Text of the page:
The Big D! Gestational Diabetes and dealing with it!
I was diagnosed with Gestational Diabetes (GD) when I was six months pregnant. It was no surprise as I worried about it constantly. I was not overweight when I became pregnant, neither was I diabetic so I was quite angry and ashamed. Being angry was understandable but I was ashamed that I had somehow neglected to: exercise earlier in my pregnancy (like I didn't have other things to deal with), pay attention to my diet (after all everyone tells you that you should be eating for two!). It was a lot of going to and fro to point out what could have landed me in this unpleasant situation. The icing on the cake was yet to come!
My doctor referred me to an Endocrinologist and I googled diabetic medications to check if it was harmful. I was all set until...the doctor said " insulin". I think I went deaf for a couple of minutes. Everything after that was a blur and I vaguely remember him showing me how to inject myself. I nodded, no time to even cry. Words I remember include: diet, walking, blood monitoring. That's pretty much my story! That's where it all began.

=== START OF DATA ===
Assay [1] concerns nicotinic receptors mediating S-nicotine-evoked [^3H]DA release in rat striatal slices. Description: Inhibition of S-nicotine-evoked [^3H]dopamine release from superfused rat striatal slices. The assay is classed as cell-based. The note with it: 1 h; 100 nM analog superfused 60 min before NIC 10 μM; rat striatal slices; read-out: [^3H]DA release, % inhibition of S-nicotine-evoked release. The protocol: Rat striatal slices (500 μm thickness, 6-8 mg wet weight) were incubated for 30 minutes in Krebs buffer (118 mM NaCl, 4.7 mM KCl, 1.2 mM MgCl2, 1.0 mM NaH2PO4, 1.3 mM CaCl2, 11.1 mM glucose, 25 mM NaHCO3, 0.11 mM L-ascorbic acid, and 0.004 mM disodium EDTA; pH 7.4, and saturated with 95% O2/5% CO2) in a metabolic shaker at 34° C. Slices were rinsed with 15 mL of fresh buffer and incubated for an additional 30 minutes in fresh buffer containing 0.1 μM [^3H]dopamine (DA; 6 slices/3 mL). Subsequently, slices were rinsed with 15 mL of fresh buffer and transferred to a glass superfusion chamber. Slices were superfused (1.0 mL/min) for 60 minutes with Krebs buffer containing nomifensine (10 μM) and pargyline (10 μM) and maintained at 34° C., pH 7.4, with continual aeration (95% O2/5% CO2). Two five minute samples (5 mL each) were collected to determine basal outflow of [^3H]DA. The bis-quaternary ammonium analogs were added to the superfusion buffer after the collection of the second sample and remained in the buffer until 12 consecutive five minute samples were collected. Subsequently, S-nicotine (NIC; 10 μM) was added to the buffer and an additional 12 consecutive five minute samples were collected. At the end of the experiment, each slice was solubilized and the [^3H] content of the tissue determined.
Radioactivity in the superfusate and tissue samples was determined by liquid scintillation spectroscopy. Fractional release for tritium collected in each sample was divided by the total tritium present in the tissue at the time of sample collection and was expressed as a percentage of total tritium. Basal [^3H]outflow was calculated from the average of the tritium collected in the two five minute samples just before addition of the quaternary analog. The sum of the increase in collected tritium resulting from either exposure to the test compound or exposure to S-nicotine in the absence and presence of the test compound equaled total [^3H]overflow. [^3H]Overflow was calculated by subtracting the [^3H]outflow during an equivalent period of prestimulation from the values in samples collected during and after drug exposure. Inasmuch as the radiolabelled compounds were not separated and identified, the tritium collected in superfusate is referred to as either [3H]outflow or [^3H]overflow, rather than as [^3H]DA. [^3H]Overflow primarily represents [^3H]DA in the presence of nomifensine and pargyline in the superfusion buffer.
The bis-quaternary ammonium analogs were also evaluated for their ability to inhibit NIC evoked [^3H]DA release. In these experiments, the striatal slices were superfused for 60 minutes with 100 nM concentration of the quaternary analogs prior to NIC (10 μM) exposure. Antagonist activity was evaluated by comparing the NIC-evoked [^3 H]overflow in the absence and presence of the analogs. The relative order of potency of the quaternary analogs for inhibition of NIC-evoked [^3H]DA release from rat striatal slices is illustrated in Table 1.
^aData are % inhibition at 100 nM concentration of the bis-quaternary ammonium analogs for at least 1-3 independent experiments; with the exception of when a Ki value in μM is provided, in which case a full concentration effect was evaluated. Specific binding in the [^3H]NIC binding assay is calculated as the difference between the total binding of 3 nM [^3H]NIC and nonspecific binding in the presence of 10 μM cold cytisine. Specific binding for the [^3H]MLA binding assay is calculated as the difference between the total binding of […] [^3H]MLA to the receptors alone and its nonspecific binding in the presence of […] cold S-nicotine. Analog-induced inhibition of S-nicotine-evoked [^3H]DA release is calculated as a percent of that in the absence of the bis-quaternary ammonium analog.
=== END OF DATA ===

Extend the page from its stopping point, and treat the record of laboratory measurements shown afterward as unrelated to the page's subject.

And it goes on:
I am afraid.. correction, I was afraid of needles so I had no idea what I was going to do. But most of all, I was afraid, for my baby. Everything I read talked about the risk of an over grown baby who might have diabetes. I also had no idea of the effect insulin would have on my baby (I had to inject it in my leg vs. stomach).
I cried...out of fear, out of sadness, out of not knowing where to start. But start I did on a diet (a yucky one if I may call it). To make it simple, the key to fighting GD is:
knowing all the facts about it and what part of it is harmful. Talk to your doctor. The Internet will only confuse you.
a diet (it's hard to accept when all you want to do is eat). Trial and error is also expected as some foods will cause high sugar levels.
the strong will to monitor your weight and blood sugar levels. Stick with what your doctor tells you and maintain a log of your diet, weight and sugar levels.
to never give up especially in the initial days when results will be all over the place (blood sugar levels will be high one day and within limit the next day).
Resist temptation and focus on your baby. You might think this is impractical advice. But my colleagues at work will tell you how I closed my eyes when good food was served during office celebrations and how sometimes I was tempted (just as a joke to check how far I'd go). Baby A was my focus, my priority and most importantly my motivation to fight GD. I hope this motivates you if like me your dealing with it.